You need to nail a beach start in rough shore break every time.
You have to swim the launch a lot if you sail here.

If you chase waves inside in holey air and get in the inside shadow as you start downwind down the line, you go straight on the rocks.
This happened a dozen times, discouraged even pros. They can't afford to get hurt.
Many sailors, including top pros, had never sailed here before and found it challenging.

The Amateurs mostly stayed outside to keep from getting hurt. That made for some boring heats.

Smart strategy was to grab any wave available, make two turns and go straight outside in the wind.
With that wave score in your pocket you had 15 minutes to look for a big score from outside without worrying about an ambulance ride.

Naish, Stone, the winner PWA Levi Siver ....they live at Hookipa and toss loops there at will. AWT winner Bernt too, since he was 8.

Phil Koesnters downfall was an infected cut.It put him in the hospital overnight.

Expression is a very important part of the scoring format in the AWT and in the combined format with PWA. Same reasons as stated by the esteemed Eddy P.

I don't mean to disagree with the intent of his statements.
I have a lot more info to work with about the Aloha and AWT Makani because I worked at all of them since 2005.
Sam is very concerned about improving the circus and bringing back the whole sport for us all.
The jumps were a case of letting fairness rate higher than the show.

She is ahead of the PWA in web media. The PWA is very strong in other media skills.
Ed P. Is completely correct about his main point. We need to explore every way to shine up our sport to the public. He is looking in places like the Aloha for that to improve, and that is a very good idea.
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DanWeiss



Joined: 24 Jun 2008
Posts: 1968
Location: Connecticut, USA

PostPosted: Thu Nov 14, 2013 12:13 pm    Post subject: Reply with quote

I'm not advocating for a return to the dinosaur age of wave event scoring, but all competitive windsurfing is an equipment compromise of sorts. Even at elite speed events like Luderiz, few expect to break the outright speed record given that its nearly 75mph. (Yay, Paul Larsen!). Doing well in the contest given the parameters tends to dominate most competitors' thinking. That's why slalom racers tend to sail with different gear than when sailing without specific slalom training in mind.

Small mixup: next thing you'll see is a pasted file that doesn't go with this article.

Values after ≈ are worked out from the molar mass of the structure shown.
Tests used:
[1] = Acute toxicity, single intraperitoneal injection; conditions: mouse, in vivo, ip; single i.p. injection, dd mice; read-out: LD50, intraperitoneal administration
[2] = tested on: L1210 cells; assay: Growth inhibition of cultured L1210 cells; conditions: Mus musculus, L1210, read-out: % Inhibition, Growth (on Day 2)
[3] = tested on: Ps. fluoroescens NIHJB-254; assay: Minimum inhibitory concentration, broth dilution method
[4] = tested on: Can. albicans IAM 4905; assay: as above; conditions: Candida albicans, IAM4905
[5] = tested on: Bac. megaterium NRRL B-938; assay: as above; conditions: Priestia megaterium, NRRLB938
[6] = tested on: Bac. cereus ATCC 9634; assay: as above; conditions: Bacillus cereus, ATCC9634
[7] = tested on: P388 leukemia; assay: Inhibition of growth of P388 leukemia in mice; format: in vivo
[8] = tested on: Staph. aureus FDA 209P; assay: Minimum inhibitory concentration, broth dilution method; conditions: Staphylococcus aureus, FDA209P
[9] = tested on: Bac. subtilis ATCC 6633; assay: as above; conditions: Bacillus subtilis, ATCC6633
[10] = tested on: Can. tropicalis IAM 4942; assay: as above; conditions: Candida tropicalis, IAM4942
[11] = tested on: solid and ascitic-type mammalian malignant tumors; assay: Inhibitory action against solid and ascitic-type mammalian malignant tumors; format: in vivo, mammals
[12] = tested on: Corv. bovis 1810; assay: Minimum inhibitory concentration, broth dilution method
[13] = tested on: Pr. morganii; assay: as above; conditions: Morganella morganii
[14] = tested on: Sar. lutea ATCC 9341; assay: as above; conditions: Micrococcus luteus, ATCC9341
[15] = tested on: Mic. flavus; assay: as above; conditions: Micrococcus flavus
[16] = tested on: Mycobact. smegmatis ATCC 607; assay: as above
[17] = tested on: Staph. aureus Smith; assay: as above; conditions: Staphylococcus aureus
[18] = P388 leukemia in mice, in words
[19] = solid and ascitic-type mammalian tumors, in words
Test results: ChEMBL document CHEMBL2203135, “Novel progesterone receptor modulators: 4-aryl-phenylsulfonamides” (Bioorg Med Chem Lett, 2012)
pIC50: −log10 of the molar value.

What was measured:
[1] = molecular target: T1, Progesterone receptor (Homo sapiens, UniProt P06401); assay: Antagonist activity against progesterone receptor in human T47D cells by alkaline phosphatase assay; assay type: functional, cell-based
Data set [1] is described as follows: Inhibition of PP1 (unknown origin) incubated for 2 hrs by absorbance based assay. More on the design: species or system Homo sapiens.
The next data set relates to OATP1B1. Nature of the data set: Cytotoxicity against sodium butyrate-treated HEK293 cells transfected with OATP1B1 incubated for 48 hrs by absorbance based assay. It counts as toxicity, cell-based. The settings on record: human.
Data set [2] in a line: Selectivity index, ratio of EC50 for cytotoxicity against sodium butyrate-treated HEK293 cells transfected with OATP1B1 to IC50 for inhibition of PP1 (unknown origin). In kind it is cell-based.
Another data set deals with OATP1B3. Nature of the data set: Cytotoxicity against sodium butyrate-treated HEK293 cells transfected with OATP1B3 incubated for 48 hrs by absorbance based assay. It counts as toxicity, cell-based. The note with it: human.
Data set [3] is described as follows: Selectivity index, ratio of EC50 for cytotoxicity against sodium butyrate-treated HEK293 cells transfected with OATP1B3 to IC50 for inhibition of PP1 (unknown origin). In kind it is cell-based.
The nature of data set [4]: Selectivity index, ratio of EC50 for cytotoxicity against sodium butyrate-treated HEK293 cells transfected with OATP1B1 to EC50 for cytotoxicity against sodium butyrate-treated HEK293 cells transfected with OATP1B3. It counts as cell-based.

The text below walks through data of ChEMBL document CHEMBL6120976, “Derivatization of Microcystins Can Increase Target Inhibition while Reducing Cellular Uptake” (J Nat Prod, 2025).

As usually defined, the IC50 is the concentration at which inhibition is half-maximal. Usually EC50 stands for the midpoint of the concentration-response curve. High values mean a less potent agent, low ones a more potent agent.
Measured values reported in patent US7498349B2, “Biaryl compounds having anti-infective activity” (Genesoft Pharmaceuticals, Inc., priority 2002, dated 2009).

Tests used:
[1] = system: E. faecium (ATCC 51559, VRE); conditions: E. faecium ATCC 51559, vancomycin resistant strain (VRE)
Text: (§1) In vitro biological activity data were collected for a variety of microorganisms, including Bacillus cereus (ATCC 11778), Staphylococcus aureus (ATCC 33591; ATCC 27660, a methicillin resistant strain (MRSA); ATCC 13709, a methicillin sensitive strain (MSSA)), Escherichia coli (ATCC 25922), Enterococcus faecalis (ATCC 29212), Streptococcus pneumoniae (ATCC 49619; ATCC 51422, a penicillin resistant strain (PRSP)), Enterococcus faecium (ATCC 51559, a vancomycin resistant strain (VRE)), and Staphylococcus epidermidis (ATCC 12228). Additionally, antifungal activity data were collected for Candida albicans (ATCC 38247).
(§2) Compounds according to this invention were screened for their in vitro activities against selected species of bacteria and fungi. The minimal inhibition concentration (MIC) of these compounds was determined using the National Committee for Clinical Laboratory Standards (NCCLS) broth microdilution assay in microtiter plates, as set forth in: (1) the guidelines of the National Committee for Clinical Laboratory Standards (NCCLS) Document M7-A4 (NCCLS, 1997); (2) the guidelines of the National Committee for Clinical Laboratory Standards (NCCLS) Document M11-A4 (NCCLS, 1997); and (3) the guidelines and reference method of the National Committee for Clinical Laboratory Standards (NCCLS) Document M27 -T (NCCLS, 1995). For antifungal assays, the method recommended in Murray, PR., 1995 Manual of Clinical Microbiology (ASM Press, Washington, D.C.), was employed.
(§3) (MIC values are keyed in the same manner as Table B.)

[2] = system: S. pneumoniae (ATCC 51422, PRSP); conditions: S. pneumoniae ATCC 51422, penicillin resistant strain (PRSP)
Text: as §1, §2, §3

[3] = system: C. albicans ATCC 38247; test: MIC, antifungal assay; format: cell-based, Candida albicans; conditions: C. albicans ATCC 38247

Josh put it well. Many of the young guys are using equipment that is so one dimensional it can severely restrict performance when conditions change. I'm not sure exactly, but I suspect Robby Naish used some variation of the new Wave that incorporates a return to drawn out aspect ratio. A more powerful sail and board combination works wonders for wave selection by making it easier to get out and upwind faster than your opponent. If everyone had to get jumps and waves, I suspect the equipment choices would've been different yet the competition just as high-level but with an opportunity to present a broader media package. Maybe that's not enough to justify any difference?

As run, the Aloha was a great event with inspiring sailing.

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keycocker



Joined: 10 Jul 2005
Posts: 3507

PostPosted: Thu Nov 14, 2013 12:56 pm    Post subject: Reply with quote

They came to the Aloha expecting to jump just like at other events, with the same gear.
Most PWA guys had an 80liter or so board and used smaller sails than I would on that day.
The Ams rigged bigger and used the 67 to 75 liter boards which are usual on Maui
Even pros can only bring limited gear, so they tended to focus on only one board and another only five liters or so bigger.
You guys have a favorite board you try to use whenever you can?
So do the PWA guys.
Some of the pros had $2000 excess luggage charges anyway.
Goya sails and multi fin Quatros dominated, both in the general crowd and esp. among the winners.